Back in 2002, I was traveling out to White Sands Missile Range almost monthly working on a major contract recompete, In May of that year, instead of my traveling back to Washington to celebrate my birthday, Diane flew out to meet me in New Mexico. We spent a week together touring all over the state, It was a wonderful memory. One of our favorite stops on that trip was Albuquerque.. While there we rented a Harley and rode on Route 66, visited Madrid, N.M. and spent time in Santa Fe. We had a ball! On our return to Albuquerque, we wanted to focus more on the Indian culture and art of the region,.
Once 19 great tribes ruled a nation that stretched from new Mexico to Colorado and Arizona. This was the people we know today as the Pueblo Indians. This museum is a testament to their culture and an important part of their fight to preserve it.
We had a fantastic time at the Indian Pueblo Cultural Center seeing their art, learning about their customs, even eating indigenous nations food in the museum café. A real highlight was seeing almost an hour of live performances of traditional native dances by the Oak Canyon Dance Group from the pueblo of Jemez in New Mexico. We hope you enjoy these pictures of their art including their dance.
Thanks for riding with us!
After our time at the Indian Pueblo Cultural Center, Diane and I went to the Albuquerque Old Town arts district. We visited several shops. This is not "Indian style" knock offs made in China. The galleries here carry the work of current artists and buy new pieces each week. Many of the things you see are award winning and museum quality. We've included pictures of some of the really impressive pieces we saw. We hope you enjoy them as much as we did. Thanks for riding with us!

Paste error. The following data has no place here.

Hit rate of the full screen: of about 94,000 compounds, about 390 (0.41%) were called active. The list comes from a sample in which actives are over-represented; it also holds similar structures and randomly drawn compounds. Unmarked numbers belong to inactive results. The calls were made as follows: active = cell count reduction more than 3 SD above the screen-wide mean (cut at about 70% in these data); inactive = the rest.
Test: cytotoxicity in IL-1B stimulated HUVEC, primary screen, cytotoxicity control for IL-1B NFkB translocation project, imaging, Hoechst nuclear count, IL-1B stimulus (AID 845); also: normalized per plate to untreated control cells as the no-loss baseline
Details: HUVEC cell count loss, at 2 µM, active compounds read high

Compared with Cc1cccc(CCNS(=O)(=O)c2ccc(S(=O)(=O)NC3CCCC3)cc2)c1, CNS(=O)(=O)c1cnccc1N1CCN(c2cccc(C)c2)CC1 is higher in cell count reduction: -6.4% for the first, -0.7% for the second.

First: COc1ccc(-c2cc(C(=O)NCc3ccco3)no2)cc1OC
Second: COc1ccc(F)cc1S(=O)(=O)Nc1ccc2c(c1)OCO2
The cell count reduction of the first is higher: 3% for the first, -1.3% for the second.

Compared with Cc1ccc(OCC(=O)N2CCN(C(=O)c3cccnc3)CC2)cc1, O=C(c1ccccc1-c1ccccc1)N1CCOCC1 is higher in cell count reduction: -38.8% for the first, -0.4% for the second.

Ancient peoples didn't do blog posts to communicate their ideas. Instead they scratched images onto the face of rocks. Petroglyph National Monument in Albuquerque, NM is one of the best places to see examples of this ancient art form. We went there on our second day in Albuquerque. We hope you enjoy these pictures.
Thanks for riding with us.
There is something special about the West. Inside cities you can only see what humankind has built. Inside forests, you see Nature in terms of animals and trees, but you don’t see far. In the vast open expanses of the West, you literally see horizon to horizon with only the curvature of the earth or perhaps far away mesas and mountains limiting your view. The vegetation is minimal. You see every feature of the land. Not only is size bigger. So is time. What you see – the land, America itself - operates on geologic not human time. As you begin to understand how big and timeless America is, you also begin to understand how small and transitory each of us are. The day-to-day problems and conflicts that so fill up our lives are put into perspective. Like the ancient people, you become more focused on your place in the universe instead of thinking that you are the center of the universe. This certainly proved true for us at Petrified Forest National Park. I’ve written a companion essay on this issue in the Blog page entitled “Geological Not Human Time.” Check it out when you have a chance. In the meantime, Diane and I hope you enjoy these pictures.
Thanks for riding with us!
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